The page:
Young Investors: Why You Should Not Ignore Dividends

Get safe dividend yields of about 5% in Bank of Nova Scotia (TSX:BNS)(NYSE:BNS) and another undervalued dividend-growth stock.

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Some young investors ignore dividends because they search for aggressive growth ideas that could potentially double, triple, or even quadruple their money in a short time. If it were that easy to get rich, everyone would be rich.

I’m not saying you shouldn’t keep looking for those multi-bagger ideas, but don’t disregard dividends outright. The U.S. stock market delivers long-term annualized returns of about 10%, while the Canadian stock market returns are even lower.

If you can consistently get returns of about 12% or higher in safe stock investment ideas, you’re doing well. Dividend income can be much more predictable than price returns and indeed accounts for a third of total returns from the stock market.

If you want to make consistent returns over the long run, you want to include safe, growing dividends as a part of your returns strategy.

sit back and collect dividends

An undervalued bank with about 28% near-term total returns potential

Bank of Nova Scotia (TSX:BNS)(NYSE:BNS) has had a correction and has underperformed the big Canadian banks in the last year because of its exposure to emerging markets, which are negatively impacted by low pricing cycles in commodity prices. History indicates that when Scotiabank underperforms, it’s the time to buy.

In fact, after the bank came out with its fiscal Q4 results and the quality bank showed that it was doing fine, as quickly as the next day, the bank stock popped 2.8%.

Yes, I know. The pop isn’t much compared to the (potential) multi-baggers. However, Scotiabank is a much lower-risk investment and still offers very good near-term price appreciation potential of more than 20% from the low $70 range.

Most important, Scotiabank will keep paying out safe dividends. At about $72 per share as of writing, the bank offers a very competitive yield of 4.7%. Based on management’s medium-term objective to increase its earnings per share at a rate of about 7%, shareholders can expect its dividend to grow at a rate of about 7% as well.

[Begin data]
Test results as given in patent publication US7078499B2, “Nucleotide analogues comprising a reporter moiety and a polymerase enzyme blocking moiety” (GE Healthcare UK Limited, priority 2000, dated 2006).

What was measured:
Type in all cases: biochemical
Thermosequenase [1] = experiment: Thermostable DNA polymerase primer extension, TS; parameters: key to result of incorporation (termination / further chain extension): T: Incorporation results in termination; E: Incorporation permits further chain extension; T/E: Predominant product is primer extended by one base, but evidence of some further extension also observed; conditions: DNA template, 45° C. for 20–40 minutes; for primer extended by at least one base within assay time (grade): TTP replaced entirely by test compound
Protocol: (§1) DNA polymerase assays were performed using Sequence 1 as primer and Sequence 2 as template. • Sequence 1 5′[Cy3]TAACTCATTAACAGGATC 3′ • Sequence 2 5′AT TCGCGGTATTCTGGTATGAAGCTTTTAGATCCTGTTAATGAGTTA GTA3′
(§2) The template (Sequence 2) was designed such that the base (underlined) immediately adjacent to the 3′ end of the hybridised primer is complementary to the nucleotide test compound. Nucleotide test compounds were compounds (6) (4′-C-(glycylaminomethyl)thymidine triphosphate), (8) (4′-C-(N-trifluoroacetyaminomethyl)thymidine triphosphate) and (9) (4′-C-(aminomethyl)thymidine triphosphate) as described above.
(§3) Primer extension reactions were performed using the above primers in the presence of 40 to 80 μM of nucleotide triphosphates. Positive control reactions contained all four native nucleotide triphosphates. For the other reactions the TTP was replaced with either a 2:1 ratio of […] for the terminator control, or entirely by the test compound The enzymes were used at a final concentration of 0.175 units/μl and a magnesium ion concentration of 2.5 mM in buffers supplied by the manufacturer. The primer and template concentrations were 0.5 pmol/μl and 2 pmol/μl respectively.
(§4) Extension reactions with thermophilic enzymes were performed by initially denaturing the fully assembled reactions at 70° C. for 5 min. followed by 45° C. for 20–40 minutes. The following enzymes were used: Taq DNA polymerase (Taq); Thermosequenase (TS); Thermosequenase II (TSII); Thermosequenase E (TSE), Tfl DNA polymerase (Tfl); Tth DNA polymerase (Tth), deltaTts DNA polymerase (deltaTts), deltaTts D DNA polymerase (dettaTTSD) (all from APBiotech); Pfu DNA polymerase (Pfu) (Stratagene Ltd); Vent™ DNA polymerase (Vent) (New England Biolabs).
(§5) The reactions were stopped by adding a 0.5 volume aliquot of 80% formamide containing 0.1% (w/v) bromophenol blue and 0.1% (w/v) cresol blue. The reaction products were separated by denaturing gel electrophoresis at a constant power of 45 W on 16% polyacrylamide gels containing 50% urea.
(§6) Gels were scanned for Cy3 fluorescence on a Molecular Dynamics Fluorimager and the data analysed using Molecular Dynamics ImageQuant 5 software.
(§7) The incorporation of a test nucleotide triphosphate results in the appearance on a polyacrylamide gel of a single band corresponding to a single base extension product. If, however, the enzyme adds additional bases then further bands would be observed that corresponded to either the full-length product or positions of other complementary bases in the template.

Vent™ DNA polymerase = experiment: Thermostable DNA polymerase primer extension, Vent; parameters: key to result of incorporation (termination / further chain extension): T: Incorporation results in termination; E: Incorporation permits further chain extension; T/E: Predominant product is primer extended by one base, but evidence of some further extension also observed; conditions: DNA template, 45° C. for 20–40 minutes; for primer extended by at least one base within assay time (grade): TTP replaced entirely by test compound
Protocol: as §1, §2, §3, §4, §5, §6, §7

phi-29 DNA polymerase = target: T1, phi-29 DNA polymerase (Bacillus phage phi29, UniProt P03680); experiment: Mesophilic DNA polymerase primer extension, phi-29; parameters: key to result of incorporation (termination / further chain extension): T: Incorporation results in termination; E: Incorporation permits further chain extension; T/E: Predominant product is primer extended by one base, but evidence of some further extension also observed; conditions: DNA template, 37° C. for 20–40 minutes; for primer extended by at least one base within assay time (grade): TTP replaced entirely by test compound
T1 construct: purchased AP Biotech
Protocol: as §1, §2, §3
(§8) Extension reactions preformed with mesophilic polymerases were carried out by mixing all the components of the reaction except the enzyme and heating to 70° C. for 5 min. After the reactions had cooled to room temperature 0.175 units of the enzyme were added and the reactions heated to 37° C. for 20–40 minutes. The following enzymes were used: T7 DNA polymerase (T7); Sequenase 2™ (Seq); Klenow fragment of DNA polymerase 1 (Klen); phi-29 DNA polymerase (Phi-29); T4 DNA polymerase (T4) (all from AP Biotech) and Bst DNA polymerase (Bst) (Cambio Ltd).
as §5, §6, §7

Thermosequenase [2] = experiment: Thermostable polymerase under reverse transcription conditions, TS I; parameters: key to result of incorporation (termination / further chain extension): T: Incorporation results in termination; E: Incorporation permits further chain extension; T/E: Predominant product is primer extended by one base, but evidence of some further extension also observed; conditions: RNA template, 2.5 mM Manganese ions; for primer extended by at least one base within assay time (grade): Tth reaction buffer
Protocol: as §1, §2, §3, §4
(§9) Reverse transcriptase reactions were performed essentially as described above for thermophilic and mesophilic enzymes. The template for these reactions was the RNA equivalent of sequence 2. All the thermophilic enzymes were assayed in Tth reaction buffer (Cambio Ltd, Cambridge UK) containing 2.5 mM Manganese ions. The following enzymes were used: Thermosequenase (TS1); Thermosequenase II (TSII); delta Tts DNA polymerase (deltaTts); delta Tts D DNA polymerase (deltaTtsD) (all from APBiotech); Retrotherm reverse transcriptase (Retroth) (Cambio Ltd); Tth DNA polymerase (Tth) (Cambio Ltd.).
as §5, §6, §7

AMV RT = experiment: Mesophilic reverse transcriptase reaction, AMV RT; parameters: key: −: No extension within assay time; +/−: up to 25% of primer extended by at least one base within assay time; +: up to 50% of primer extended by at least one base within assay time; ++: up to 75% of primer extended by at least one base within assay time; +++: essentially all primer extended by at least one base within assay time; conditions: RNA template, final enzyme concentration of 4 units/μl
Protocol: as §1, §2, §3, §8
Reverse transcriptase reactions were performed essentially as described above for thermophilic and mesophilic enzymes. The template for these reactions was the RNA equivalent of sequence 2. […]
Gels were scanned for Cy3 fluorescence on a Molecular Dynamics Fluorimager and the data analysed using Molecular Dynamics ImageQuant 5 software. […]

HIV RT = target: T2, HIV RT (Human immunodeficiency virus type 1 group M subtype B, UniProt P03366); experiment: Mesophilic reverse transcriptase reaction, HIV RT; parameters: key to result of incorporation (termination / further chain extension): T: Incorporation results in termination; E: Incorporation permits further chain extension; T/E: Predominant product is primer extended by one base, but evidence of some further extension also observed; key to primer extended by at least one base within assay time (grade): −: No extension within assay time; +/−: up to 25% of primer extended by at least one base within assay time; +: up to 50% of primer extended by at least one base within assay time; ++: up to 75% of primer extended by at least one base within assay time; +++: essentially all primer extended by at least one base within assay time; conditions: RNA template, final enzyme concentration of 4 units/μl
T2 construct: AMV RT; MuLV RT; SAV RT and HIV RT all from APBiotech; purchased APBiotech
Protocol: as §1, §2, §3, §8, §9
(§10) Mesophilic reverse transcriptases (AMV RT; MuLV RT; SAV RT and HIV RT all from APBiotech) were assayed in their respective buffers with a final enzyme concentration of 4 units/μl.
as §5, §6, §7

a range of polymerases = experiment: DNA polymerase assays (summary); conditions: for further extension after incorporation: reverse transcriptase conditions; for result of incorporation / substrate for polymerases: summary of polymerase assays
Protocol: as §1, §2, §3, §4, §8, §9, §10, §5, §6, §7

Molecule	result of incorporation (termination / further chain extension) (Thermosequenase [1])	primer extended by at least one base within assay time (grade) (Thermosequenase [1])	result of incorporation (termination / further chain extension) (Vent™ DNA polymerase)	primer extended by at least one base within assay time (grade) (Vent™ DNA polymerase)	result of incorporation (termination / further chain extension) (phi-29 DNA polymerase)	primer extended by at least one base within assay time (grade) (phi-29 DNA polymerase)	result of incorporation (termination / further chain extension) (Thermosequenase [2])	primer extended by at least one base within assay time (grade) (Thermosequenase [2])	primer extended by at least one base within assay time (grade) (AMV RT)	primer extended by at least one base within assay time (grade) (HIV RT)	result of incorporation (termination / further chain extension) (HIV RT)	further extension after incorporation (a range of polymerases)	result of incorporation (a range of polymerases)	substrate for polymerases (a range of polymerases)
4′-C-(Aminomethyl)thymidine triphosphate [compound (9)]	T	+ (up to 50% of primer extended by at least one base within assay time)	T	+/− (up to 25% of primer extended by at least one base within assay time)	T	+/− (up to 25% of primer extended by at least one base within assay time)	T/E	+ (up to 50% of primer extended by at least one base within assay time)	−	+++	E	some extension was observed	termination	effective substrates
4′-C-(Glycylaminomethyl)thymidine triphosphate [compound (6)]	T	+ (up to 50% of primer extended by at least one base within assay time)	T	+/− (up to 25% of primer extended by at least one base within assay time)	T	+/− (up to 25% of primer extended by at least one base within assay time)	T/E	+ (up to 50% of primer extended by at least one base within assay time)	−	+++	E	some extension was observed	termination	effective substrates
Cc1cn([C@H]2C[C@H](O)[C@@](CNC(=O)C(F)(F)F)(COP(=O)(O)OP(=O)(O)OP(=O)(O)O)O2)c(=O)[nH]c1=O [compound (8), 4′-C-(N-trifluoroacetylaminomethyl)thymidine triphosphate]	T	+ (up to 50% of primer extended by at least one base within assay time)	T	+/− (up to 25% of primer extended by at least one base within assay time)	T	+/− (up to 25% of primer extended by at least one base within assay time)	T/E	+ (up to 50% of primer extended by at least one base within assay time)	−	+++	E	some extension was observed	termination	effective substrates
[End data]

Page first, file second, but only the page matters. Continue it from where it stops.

Based on these estimates, we’re looking at annualized returns of about 12% without accounting for the undervalued shares.

An undervalued dividend stock with about 40% upside potential

TransCanada (TSX:TRP)(NYSE:TRP) is another blue chip dividend stock that has had a correction — specifically, it’s down about 16% in the last year.

At about $53.40 per share as of writing, TransCanada trades at a blended price-to-earnings multiple (P/E) of about 14.6, which it hasn’t traded at since the last recession in 2009! So, now is a great long-term entry point to lock in a yield of about 5.2%.

If TransCanada trades at its long-term normal P/E, we’re looking at a target price of $75, which represents about 40% upside potential. There’s no crystal ball telling us when TransCanada’s stock will head higher. However, in the meantime, you can get a growing dividend with a starting yield of about 5%.

In the first nine months of the year, TransCanada was paying out roughly 45% of its distributable cash flow as dividends. The energy infrastructure company had $36 billion of commercially-secured projects that will contribute to growth and more than $20 billion of projects that are under development.

Therefore, management sees the ability to increase TransCanada’s dividend per share by 8-10% per year through 2021. Based on these estimates alone, we’re looking at annualized returns of about 13-15% without accounting for the undervalued shares.

Investor takeaway

Do yourself a favour and don’t disregard dividends. While you’re hunting for multi-baggers, leave a good portion of your portfolio for safe dividend-growth stocks.

Buy these dividend-growth stocks when they’re undervalued and aim for total returns of 12% or higher, and they should beat the market over the long run. Besides, you can use the dividends that you receive to invest in potential multi-baggers instead of having to use money from your pocket. It’s a win-win!

This article represents the opinion of the writer, who may disagree with the “official” recommendation position of a Motley Fool premium service or advisor. We’re Motley! Questioning an investing thesis — even one of our own — helps us all think critically about investing and make decisions that help us become smarter, happier, and richer, so we sometimes publish articles that may not be in line with recommendations, rankings or other content.

Fool contributor Kay Ng owns shares of BANK OF NOVA SCOTIA and TRANSCANADA CORP.

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